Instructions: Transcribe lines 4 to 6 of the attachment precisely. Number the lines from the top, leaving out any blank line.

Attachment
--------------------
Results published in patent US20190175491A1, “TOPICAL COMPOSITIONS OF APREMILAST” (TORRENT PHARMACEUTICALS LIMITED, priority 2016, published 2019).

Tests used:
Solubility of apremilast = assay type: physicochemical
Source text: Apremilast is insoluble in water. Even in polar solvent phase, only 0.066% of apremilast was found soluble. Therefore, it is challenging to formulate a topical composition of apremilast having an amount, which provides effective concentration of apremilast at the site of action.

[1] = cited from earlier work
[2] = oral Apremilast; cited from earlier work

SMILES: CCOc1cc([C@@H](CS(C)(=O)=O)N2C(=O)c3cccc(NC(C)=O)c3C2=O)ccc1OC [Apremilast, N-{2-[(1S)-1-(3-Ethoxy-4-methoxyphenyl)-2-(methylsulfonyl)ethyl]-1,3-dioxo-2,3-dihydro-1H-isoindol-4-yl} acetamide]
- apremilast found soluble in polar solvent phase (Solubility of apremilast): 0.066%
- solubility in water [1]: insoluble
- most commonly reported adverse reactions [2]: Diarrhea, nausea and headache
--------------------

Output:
Source text: Apremilast is insoluble in water. Even in polar solvent phase, only 0.066% of apremilast was found soluble. Therefore, it is challenging to formulate a topical composition of apremilast having an amount, which provides effective concentration of apremilast at the site of action.

[1] = cited from earlier work
[2] = oral Apremilast; cited from earlier work